THE dramatic cuts to University of Ballarat TAFE courses have been met with concern from key industry bodies.
The Australian Industry Group said it was disappointed by the news, while the Victorian TAFE Association, which could not comment specifically on Ballarat, said the TAFE cuts were “unconscionable”.
Ballarat-based AIG regional manager Kay Macauley said the TAFE cuts could lead to a long-term skills shortage.
“It could have a potential impact, people move to Ballarat for a variety of reasons and a lot of people are looking at the opportunities open to them, and obviously we’ve got to have the jobs for them,” she said.
“And if we’re not offering apprenticeships in certain trades then they’re not going to come here.”
Ms Macauley said she would keenly await news of which courses will be cut.
“From a local point of view, we would be disappointed if trades were going to be cut from the University of Ballarat’s TAFE program, especially in areas where it’s going to impact on our members in the region,” she said.
“Obviously the university attracts apprentices from a wide catchment area around Ballarat and the Wimmera and if particular courses are cut and apprentices have to go to TAFE courses in Melbourne, it adds to the cost of training and the cost to their employer releasing them to go off and study.”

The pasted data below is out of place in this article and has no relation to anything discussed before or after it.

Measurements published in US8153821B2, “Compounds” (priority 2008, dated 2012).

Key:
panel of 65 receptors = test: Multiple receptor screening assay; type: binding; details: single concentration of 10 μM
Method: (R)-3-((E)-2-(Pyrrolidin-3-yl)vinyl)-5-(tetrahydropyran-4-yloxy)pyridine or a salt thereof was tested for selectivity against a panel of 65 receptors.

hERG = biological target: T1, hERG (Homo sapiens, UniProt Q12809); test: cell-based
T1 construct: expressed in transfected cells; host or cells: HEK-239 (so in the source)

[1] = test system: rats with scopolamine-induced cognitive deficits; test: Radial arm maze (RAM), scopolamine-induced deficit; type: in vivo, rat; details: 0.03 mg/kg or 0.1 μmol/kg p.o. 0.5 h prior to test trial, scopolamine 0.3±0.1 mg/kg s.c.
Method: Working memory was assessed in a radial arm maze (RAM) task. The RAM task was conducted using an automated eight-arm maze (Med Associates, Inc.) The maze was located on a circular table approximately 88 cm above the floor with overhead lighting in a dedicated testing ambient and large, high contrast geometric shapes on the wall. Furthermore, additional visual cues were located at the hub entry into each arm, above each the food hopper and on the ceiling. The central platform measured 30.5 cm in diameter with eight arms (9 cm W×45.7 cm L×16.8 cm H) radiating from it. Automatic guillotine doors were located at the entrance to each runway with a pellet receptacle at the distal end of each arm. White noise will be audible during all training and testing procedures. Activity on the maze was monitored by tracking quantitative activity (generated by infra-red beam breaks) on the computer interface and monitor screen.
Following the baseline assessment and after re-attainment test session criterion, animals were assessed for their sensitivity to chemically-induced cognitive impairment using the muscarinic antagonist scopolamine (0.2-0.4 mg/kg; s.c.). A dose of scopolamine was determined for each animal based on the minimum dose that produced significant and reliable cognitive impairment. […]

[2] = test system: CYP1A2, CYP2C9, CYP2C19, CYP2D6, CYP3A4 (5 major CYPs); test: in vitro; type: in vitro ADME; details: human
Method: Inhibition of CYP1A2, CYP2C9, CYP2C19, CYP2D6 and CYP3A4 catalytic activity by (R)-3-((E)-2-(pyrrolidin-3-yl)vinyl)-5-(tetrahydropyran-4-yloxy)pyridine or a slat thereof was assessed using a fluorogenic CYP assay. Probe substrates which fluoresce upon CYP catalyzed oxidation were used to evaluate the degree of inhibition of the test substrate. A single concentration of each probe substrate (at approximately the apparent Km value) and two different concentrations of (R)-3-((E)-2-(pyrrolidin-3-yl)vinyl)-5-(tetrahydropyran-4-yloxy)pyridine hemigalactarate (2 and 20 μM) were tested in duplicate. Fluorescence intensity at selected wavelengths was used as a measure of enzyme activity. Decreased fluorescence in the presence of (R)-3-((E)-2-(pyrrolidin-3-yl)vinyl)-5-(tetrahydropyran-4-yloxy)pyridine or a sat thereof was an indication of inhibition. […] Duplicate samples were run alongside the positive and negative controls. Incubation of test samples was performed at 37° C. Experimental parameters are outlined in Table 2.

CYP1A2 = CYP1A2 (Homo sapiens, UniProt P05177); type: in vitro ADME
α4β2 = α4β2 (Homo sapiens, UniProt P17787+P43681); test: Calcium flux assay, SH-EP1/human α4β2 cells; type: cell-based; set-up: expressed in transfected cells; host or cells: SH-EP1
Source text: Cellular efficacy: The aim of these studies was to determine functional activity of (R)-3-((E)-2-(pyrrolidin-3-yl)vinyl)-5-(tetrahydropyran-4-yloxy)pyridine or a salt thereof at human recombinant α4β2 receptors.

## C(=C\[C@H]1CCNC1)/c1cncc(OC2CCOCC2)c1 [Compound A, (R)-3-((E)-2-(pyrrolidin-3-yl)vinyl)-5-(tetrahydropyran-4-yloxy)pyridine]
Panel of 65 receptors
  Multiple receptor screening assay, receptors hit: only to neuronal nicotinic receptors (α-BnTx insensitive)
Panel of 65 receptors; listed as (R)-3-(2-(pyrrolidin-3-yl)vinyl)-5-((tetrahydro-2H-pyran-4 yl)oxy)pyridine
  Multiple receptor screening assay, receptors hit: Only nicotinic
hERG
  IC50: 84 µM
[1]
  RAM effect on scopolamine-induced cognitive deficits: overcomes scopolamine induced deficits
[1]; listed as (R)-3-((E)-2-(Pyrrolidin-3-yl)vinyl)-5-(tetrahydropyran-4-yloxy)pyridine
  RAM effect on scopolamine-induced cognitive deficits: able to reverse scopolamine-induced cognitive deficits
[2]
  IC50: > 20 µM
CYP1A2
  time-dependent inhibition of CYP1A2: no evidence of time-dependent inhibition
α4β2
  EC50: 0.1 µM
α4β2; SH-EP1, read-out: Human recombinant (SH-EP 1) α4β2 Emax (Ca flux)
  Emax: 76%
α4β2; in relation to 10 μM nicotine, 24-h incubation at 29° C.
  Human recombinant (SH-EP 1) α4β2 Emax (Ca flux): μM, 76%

Victorian TAFE Association executive officer David Williams said that not only would the cuts affect TAFE students, but they could also lead to hundreds of job losses.
“Early indications of the impact of the budget cuts to TAFE are job losses, which will clearly exceed 500 effective full-time roles, as many as 1200 to 1500 teaching and support staff over the coming year,” Mr Williams said.
“These losses are in excess of those threatened in the Victorian automotive and manufacturing industry, which the government has rightly sought to protect. It should apply no less principle to TAFE.
“This cut is unconscionable. This funding has assisted thousands of students with special needs. Many TAFE institutes will now be unable to provide the services as the funding has been taken away.”